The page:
Grants and Contracts Details
Early detection of invasive pests is critical to maintain the health of forest and landscape plants and public outreach is one of our best tools to achieve that goal. This project aims to increase public understanding, acceptance and support of early detection, eradication or control of invasive pests in Kentucky, particularly emerald ash borer (EAB), Asian longhorned beetle (ALB), imported fire ants (IFA), hemlock woolly adelgid (HWA), walnut twig beetle (WTB)/thousand cankers disease (TCD), gypsy moth, and other pests of concern to federal, state and public constituencies. This project is a public awareness campaign aimed at raising awareness that invasive pests pose a threat to the state’s forests as well as the urban and rural environment. Our goal is to increase the likelihood that the public will look for and report invasive pests since early detection is critical for possible eradication efforts. The need for assistance arises from recent detections of invasive pests in Kentucky as well as several pests that are threatening the state. • EAB was found in Kentucky in May 2009 due to a homeowner calling about his dying ash trees. He used an EAB identification card produced by our office and obtained at an outreach booth, compared the symptoms with his trees, and called our office. • In June of 2011, ALB was discovered in Clermont County, Ohio. This county is located just across the Ohio River from Kentucky; therefore, this find is cause for great concern to the citizens and industries located in Kentucky. Quarantines and eradication efforts are underway in Ohio (14,552 trees confirmed to have ALB, 61 square miles of quarantined area as of 9/18/14; Media Update, Ohio Dept of Agriculture) and now is a critical time to educate and inform Kentuckians about the threat from this pest. Personnel in our office have made several site visits to potential ALB infestations, including private property and a landfill in northern Kentucky that was reported to have received tree waste from Ohio. ALB has not been discovered in Kentucky, but we need the public to be on the lookout for the beetle as well as its signs and symptoms. • IFA is a problem that continues to arise in western Kentucky due to the close proximity of infested areas in Tennessee. Eradication efforts are ongoing. With public outreach, we will have more eyes looking for mounds and informing us of problems that need to be addressed quickly before mounds spread. • HWA was discovered in eastern Kentucky by an employee of our office in April 2006. Control efforts are underway, including chemical treatments in some areas and biological control in others. • Several neighboring states including Indiana, Ohio, Virginia, and Tennessee have either found the fungus that causes TCD, the WTB, or both. Again, Kentuckians need to be aware of the signs and symptoms of this pest. • We have been very successful in keeping gypsy moth out of Kentucky through close monitoring via detection and delimiting surveys. Even though it has become established in states surrounding Kentucky, this pest has not become established here. This is another pest that Kentuckians need to be able to recognize.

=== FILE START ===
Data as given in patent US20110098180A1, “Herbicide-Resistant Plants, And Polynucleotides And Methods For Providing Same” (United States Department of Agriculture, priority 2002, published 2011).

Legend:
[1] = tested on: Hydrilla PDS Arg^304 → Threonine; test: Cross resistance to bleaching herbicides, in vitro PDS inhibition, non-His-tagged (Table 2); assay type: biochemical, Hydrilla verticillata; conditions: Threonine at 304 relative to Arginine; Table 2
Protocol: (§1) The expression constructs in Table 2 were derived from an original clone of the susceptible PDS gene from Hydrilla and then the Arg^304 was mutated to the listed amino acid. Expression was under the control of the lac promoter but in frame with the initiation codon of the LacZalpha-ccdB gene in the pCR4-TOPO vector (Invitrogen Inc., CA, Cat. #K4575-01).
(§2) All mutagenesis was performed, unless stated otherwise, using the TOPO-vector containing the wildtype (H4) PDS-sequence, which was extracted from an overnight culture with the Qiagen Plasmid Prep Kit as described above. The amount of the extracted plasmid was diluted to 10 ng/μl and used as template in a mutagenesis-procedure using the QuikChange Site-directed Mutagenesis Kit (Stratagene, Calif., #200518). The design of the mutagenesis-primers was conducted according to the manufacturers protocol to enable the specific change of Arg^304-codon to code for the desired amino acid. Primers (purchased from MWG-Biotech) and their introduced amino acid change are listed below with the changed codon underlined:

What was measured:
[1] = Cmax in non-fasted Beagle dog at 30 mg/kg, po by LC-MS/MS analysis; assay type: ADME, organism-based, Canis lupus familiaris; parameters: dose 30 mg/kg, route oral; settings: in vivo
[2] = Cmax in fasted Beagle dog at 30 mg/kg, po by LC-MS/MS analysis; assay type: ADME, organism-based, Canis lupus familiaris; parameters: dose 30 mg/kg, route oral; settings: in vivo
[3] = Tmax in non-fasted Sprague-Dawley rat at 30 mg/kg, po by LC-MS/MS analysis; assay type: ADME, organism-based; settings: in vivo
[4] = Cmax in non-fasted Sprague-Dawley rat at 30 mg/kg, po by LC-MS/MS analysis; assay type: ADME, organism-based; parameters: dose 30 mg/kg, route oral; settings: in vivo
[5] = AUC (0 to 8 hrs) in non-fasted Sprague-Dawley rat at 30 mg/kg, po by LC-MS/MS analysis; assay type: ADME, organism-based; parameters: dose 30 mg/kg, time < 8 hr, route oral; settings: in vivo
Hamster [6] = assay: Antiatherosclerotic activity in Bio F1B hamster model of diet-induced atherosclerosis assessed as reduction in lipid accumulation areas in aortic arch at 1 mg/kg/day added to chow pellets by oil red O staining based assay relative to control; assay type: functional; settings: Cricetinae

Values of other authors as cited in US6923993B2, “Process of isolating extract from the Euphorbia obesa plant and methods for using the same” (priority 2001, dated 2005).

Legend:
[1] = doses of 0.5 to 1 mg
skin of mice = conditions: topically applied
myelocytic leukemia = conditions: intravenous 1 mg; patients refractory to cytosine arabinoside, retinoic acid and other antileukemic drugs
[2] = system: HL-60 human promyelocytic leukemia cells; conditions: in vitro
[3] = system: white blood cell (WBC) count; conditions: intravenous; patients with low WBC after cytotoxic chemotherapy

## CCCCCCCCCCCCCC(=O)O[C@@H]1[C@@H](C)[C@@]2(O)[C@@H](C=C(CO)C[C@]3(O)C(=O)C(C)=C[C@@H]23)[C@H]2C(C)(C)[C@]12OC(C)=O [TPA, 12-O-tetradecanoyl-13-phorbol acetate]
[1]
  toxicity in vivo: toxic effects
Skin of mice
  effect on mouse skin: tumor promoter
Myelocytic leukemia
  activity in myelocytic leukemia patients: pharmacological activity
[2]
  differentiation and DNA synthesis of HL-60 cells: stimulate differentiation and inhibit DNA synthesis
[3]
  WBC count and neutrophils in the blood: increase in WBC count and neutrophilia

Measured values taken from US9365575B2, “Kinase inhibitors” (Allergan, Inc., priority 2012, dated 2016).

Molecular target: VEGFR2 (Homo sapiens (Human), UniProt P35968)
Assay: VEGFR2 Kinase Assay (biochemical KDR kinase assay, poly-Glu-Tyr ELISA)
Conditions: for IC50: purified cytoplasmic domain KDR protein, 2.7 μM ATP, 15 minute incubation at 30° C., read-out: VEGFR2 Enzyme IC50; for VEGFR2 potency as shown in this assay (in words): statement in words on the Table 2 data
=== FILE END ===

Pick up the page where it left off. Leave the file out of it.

|Effective start/end date||9/1/16 → 8/31/17|
- Animal and Plant Health Inspection Service: $54,491.00
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